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Tips for Parents on Dealing with Autism

By: Elizabeth M. Felder, MD

Information on this page should be utilized as a guide, not medical advice. If you feel you need to speak with someone regarding behavioral therapy or counseling, please contact Connections to make an appointment.


Dealing with autism can be very difficult, whether your child has just received a new diagnosis or if you and your family have been dealing with this condition for a while. Through research, Google searches and life experience, I have come across some strategies that can help you and your family cope with the challenges of dealing with autism:

  • Focus on your child, not the diagnosis.
    Each child is a unique individual. Autism is a large part of your child’s personality, but they have other personality traits, too. You concentrated on the problems that your child has in order to get to this point. Now it is time to look at what your child does well. Love them for their strengths. See the world through their eyes, and appreciate their point of view.
  • Celebrate small successes.
    Love your child, and take pride in each small accomplishment. When you can rejoice in things like better eye contact or the rare day with no meltdowns, your outlook will improve, and it will encourage your child. Focus on what they can do instead of comparing them with a typically developing child. Love them for who they are rather than what they should be.
  • Go out in public.
    There are many times when you can’t avoid running errands with your children. Make your trips as short as possible. Bring a favorite comfort item. Talk to your child. Keeping them focused on you may help distract them from the overwhelming sensory input. Avoid tantrum triggers. If you know that they cannot leave the store without a certain box of cereal, and you already have four boxes at home, don’t go near the cereal aisle. If the trigger item is on the impulse rack at the checkout counter, many stores will be glad to check you out at the service desk to avoid a disturbance. Gradually, as your child gets used to the store and matures in social skills, you will be able to stay for longer shopping trips.
  • Spend quality time with your other children.
    Your other children need you, too. All children need one-on-one time with their parents. Brothers and sisters of autistic children often feel left out or ignored because the child with autism needs so much help. Your other children need your support. They need to learn how to be happy in spite of the circumstances. It will also help you feel closer to them.
  • Spend time alone with your spouse.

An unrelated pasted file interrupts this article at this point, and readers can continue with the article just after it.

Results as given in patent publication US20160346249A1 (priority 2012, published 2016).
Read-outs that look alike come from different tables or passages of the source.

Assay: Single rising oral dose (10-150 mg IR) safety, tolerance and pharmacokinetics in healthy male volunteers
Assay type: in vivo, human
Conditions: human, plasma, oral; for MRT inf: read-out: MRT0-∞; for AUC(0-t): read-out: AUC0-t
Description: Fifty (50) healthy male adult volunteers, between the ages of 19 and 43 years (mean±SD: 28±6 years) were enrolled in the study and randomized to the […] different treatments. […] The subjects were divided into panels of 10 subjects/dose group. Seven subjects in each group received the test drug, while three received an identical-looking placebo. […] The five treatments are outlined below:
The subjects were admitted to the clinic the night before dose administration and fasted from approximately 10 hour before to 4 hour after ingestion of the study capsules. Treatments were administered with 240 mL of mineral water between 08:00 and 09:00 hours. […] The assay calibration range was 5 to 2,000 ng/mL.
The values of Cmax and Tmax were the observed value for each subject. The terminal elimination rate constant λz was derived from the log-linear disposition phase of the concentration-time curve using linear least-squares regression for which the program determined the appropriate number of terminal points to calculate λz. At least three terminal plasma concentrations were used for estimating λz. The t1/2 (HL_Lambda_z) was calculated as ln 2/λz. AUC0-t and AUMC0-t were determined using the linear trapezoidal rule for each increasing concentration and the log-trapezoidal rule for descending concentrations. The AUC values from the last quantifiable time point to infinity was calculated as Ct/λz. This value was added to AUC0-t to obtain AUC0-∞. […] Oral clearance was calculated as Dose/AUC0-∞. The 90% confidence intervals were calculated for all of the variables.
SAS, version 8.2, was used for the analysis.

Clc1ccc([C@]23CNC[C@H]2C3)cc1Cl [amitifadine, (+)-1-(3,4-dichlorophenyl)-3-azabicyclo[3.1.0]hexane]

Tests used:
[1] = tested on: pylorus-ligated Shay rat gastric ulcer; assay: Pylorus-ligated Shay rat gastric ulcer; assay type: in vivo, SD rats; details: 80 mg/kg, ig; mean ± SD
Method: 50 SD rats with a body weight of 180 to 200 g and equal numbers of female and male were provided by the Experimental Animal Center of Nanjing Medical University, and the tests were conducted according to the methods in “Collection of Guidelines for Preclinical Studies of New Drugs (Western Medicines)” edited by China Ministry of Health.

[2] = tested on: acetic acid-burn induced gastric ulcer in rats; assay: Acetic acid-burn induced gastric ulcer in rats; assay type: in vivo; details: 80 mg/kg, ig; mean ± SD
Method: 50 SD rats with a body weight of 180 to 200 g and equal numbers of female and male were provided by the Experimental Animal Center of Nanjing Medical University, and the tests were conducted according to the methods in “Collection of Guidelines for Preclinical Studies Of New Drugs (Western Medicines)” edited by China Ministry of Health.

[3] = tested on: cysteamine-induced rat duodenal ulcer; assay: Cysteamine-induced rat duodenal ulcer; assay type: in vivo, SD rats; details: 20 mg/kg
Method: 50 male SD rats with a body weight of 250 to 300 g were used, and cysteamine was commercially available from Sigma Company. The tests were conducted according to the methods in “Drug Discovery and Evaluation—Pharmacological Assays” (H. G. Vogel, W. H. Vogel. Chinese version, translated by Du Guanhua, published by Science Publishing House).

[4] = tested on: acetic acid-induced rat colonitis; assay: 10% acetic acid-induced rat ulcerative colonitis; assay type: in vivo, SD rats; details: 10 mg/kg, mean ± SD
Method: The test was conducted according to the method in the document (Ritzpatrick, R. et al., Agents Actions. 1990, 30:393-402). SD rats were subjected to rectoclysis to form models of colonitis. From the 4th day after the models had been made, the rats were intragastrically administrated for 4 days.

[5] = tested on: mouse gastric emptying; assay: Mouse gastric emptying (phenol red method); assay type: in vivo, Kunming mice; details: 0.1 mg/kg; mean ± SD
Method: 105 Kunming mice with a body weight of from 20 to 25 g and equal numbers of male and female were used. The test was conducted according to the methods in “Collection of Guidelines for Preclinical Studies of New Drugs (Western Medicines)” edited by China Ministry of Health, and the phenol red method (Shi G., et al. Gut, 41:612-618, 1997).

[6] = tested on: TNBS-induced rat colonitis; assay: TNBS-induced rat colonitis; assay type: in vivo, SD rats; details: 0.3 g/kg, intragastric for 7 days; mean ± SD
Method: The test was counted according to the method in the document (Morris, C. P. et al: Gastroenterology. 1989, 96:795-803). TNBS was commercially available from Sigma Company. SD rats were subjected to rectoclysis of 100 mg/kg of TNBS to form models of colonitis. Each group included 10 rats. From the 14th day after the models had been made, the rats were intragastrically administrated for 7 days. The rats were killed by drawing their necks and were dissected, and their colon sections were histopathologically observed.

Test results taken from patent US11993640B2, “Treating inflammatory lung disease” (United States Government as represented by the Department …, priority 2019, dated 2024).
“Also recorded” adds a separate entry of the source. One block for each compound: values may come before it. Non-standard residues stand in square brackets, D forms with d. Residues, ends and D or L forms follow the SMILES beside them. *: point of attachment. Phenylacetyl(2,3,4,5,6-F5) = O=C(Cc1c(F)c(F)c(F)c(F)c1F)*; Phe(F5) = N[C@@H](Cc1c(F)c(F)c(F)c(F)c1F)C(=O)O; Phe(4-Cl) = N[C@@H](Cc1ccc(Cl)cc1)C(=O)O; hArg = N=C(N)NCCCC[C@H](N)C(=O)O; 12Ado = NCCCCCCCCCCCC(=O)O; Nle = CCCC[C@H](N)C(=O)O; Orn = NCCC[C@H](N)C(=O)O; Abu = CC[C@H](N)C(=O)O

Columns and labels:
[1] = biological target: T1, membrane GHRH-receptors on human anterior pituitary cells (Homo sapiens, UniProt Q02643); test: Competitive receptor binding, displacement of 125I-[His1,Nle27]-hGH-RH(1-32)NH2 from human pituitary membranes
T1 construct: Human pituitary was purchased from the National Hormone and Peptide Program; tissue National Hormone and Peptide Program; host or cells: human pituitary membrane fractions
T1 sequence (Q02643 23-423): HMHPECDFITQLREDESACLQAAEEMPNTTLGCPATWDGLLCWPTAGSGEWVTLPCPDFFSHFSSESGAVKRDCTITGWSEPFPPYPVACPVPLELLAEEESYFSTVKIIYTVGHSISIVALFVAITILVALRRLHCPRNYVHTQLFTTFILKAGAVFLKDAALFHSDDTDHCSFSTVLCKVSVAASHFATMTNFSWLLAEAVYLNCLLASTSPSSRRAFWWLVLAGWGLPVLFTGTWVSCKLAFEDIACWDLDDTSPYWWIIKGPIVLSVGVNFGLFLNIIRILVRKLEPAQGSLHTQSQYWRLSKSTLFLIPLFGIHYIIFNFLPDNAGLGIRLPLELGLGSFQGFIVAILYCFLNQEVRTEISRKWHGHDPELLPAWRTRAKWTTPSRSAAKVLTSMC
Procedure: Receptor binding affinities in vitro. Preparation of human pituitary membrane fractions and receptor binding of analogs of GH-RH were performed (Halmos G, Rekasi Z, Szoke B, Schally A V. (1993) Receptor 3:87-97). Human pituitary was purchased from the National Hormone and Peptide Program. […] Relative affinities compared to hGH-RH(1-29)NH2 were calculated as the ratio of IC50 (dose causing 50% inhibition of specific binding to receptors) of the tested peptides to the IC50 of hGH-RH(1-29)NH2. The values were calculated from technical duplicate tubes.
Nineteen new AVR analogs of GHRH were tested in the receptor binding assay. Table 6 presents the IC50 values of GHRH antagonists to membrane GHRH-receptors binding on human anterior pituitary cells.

Marriages are challenged when faced with the difficulties of parenting a special needs child. You and your spouse need time to reconnect and just be a couple. You are much stronger and better parents if your relationship is healthy. You are better able take care of the family if you are both on the same page. If you are a single parent, winging this on your own, the next tip is especially for you.
  • Take advantage of friends and family for breaks.
    Caring for a child with autism is stressful and exhausting. You need time to rest and recharge. You are calmer and more patient when you are not tired. You can take care of your child much better if you take care of yourself, too.
  • Find a good babysitter you trust. One who understands your child and understands how to work with autistic children.
    When friends and family are not available, you need someone you can trust. If you are worried about your children, you cannot fully enjoy your free time. When you are sure that they are being well cared for, you can focus on other things. Also look for respite care programs that offer child care services.
  • Connect with support groups.
    Support groups can be great sources for information about what services are available in your area and who provides them. It is comforting to connect with other families who are going through the same challenges. Their advice can be very helpful. Through support groups, families can share their problems, as well as solutions that have worked for them. This can be a great way for families to find valuable hope, comfort and encouragement.

Having a child with autism can be life changing; but like with any other child, it can be rewarding. Patience and a positive mindset go a long way when caring for a special needs child. How you, as their caregiver, choose to deal with their autism sets the stage for how the rest of your family deals with it. It is important that the entire family understands and accepts that, albeit challenging, living with an autistic child is not a burden; it’s simply a different kind of normal.

Information on this page should be utilized as a guide, not medical advice. If you feel you need to speak with someone regarding behavioral therapy or counseling, please contact Connections to make an appointment.